Beyond base effects: Eurozone NIPIs and HICP inflation momentum

Our news-based inflation measures can help overcome the trickiness of inflation momentum analysis in the euro area. This blog post gives our take on their recent readings.

Mid-September, our news-based measure of inflation trends started flashing red in the euro area ( "Is Euro Area Inflation at a Breakpoint?", 23 Sept. 2021).

Here's a quick look back, and ahead, following the November Flash HICP release:

NIPI vs Euro area HICP: Headline

NIPI vs Euro area HICP: Core

No "base effects" here

One problem in the eurozone is to agree on the inflation variable of interest to analyze the short-term momentum.

The HICP data shown above is month-on-month rates of changes seasonally adjusted by the ECB - reported as of first release date. That's our take on realised short-term inflation momentum.

Seasonal adjustment can be tricky in the eurozone. But if the goal is to analyze short-term dynamics, at least trying to look at SA month-on-month rates is a far better approach than sticking with year-on-year rates and getting "lost in base effects" (i.e. month-on-month changes that happened 12 months ago).

Besides, it makes no sense to compare today's data (the NIPI or the PMI output prices, for instance) with inflation over the previous twelve months...

There are alternative approaches to looking at seasonally adjusted HICP data, but the ECB data are certainly a useful starting point.

Lower, but still high

Back to the data, the NIPIs have suggested an uptrend in both core and non-core inflation pressures in recent months and the last couple of HICP observations came in line. That's just very similar to the US (see "The NIPI as a predictor of US inflation: Nov-2021 update" , 10 Nov. 2021.)

Looking ahead, the NIPIs have eased from the highs recently in the euro area, which would be consistent with softer month-on-month rates than the dramatic jumps in November.

The main reason for the easing is a reduced volume in news relating with energy prices (non-core) and their expected indirect effects on other goods and services (which impacted core in the up phase). To be fair, easing food pressures are also contributing (unlike the US).

However, bear in mind that:

1/ the levels remain elevated.. the core NIPI is just suggesting trend core inflation should be closer to 0.2-0.3% m-o-m than 0.3-0.4%.. that's still well above 2% annualized, for core inflation!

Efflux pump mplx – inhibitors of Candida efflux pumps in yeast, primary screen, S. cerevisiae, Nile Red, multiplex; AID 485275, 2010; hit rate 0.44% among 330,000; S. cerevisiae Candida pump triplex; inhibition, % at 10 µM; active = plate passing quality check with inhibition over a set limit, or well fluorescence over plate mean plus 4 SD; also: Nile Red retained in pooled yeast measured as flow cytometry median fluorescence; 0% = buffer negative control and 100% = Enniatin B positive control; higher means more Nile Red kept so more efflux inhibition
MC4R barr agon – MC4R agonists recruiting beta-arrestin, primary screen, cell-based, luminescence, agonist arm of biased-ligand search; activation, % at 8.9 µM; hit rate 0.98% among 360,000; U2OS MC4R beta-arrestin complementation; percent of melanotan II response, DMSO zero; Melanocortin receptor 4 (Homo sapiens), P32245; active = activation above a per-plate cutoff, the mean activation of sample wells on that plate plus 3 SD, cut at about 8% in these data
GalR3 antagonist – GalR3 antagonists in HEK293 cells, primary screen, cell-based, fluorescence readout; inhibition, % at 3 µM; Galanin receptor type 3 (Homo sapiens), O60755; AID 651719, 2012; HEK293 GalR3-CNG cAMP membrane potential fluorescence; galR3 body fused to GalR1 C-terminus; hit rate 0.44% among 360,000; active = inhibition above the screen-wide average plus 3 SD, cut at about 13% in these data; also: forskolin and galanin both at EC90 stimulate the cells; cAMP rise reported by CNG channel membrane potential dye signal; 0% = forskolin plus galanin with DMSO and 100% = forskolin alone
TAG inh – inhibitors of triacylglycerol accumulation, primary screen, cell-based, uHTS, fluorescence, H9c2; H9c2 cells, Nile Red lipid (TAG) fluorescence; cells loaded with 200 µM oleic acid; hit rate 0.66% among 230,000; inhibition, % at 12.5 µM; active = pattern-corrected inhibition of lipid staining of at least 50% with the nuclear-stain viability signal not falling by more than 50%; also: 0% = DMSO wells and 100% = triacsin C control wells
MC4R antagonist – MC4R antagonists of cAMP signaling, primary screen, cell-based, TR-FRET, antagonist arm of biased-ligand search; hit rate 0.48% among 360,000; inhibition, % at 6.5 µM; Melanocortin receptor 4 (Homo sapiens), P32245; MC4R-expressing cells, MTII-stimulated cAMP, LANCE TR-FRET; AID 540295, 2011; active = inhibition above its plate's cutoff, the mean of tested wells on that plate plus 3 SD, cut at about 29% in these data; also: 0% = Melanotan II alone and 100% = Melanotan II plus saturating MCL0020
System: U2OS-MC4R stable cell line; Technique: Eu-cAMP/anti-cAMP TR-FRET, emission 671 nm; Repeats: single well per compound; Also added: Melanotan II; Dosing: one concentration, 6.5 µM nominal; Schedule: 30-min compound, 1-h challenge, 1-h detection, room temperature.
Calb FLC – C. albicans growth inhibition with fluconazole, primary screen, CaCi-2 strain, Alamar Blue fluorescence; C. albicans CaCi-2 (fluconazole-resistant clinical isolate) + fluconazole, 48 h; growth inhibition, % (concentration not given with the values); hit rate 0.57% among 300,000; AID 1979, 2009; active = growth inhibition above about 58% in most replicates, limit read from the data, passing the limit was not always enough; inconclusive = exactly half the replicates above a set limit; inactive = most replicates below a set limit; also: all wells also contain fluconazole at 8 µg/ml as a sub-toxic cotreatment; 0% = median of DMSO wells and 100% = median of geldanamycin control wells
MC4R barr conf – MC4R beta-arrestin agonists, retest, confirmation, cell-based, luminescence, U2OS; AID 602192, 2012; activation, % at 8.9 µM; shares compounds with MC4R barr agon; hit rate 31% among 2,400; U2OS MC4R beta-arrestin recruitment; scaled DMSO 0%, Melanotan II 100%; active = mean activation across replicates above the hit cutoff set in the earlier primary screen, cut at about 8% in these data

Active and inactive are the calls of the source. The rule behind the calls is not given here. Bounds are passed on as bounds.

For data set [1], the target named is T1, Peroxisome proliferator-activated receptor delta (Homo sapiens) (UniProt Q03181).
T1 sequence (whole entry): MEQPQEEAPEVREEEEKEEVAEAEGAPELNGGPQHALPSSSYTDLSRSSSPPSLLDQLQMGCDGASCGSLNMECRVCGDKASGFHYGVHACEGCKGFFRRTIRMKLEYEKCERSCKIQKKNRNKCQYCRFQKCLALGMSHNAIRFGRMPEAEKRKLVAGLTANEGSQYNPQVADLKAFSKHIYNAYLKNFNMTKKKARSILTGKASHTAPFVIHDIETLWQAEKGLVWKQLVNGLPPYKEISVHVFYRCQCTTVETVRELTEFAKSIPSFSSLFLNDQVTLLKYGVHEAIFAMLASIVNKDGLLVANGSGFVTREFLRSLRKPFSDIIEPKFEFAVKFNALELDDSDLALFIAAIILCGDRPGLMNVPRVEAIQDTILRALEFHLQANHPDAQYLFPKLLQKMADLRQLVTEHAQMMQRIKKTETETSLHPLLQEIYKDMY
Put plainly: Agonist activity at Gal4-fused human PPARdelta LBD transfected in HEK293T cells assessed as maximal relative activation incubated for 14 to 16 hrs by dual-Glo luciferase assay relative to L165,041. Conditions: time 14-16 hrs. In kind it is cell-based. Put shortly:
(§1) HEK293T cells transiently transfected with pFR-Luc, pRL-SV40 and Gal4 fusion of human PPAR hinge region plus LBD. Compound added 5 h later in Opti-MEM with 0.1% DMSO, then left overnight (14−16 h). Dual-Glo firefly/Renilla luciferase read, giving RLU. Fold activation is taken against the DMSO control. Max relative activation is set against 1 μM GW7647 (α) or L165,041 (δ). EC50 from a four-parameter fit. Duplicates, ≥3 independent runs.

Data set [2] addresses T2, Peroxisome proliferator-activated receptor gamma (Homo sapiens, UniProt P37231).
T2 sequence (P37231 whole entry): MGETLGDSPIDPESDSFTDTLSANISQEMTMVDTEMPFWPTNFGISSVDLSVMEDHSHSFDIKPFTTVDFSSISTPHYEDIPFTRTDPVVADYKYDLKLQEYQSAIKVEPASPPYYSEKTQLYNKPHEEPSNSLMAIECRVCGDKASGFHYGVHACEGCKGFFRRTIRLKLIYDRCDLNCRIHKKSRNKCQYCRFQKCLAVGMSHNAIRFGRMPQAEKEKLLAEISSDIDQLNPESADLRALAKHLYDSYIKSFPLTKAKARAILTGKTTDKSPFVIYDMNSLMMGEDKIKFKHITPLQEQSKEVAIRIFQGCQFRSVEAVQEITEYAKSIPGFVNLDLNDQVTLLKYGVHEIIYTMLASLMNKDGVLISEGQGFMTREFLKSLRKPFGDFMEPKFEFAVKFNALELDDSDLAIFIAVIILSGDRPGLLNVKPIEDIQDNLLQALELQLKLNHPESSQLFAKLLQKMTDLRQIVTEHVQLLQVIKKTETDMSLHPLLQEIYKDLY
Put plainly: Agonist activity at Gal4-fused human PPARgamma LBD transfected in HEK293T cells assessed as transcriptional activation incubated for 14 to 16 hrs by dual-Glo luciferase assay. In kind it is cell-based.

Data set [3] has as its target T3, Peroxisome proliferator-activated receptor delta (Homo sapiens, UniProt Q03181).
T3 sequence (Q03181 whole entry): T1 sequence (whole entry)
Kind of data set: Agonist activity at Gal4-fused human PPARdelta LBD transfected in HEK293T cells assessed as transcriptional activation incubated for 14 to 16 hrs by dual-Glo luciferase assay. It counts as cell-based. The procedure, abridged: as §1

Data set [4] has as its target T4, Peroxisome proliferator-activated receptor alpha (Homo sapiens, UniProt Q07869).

2/ we suspect the NIPI lead over HICP could be longer than usual because many gas and electricity price hikes stories in the news have yet to come into force between December and February 2022.

3/ Earlier this year, the US NIPI went through a similar path: easing from the highs at the end of the summer, before rebounding to even higher levels in recent weeks (both core and headline).

To sum up, our NIPIs suggest that the short-term inflation momentum is now lower than in October-November (looked at in m-o-m rates), but could still exceed the 2% inflation goal. Pipeline price pressures remain elevated.


The News Inflation Pressure Index (NIPI) measures the directionality of the news flow. When the NIPI is at 50, positive and negative news balance each other. When the index rises above 50, the news flow signals positive inflation pressures are building up, and vice versa when the index drops below 50.

The data is available daily for the following countries: US, UK, Euro area, Germany, France, Italy, Spain, Canada, Australia, India, South Africa, Mexico and Argentina.

And the following sectors: headline inflation, core inflation, energy, food, telecom services and wages.

The NIPIs are based on state of the art Natural Language Processing applied to hundreds of thousands of news sources in six languages (Chinese, English, French, German, Italian and Spanish).

The Inflation NewsBot provides a daily selection of news relevant to the near-term inflation forecast which then enter in the NIPI calculation.

For any inquiries, including trial request, you can use our contact form.